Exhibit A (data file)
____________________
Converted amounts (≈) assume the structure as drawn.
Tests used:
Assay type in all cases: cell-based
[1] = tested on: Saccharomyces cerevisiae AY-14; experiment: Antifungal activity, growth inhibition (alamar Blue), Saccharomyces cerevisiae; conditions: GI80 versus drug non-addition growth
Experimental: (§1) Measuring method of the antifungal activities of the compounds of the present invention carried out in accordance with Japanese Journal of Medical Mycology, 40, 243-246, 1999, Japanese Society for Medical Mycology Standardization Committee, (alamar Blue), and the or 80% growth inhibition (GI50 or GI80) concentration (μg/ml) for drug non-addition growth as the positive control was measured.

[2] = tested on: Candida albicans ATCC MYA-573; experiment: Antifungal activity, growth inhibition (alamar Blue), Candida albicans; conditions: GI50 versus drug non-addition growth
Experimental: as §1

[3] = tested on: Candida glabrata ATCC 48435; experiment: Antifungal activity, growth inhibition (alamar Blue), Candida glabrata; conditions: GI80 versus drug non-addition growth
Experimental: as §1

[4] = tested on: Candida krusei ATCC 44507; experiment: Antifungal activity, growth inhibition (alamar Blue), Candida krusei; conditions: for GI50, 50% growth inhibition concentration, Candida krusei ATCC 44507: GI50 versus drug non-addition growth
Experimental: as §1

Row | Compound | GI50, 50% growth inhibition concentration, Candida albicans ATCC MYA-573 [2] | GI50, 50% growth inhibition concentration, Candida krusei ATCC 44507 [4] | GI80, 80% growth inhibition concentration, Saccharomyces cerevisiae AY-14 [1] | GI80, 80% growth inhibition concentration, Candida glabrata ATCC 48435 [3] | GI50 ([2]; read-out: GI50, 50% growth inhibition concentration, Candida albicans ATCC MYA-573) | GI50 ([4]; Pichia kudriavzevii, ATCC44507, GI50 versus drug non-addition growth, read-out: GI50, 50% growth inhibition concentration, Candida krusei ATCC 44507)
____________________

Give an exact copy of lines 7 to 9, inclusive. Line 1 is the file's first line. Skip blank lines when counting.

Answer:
Experimental: as §1

[3] = tested on: Candida glabrata ATCC 48435; experiment: Antifungal activity, growth inhibition (alamar Blue), Candida glabrata; conditions: GI80 versus drug non-addition growth
Experimental: as §1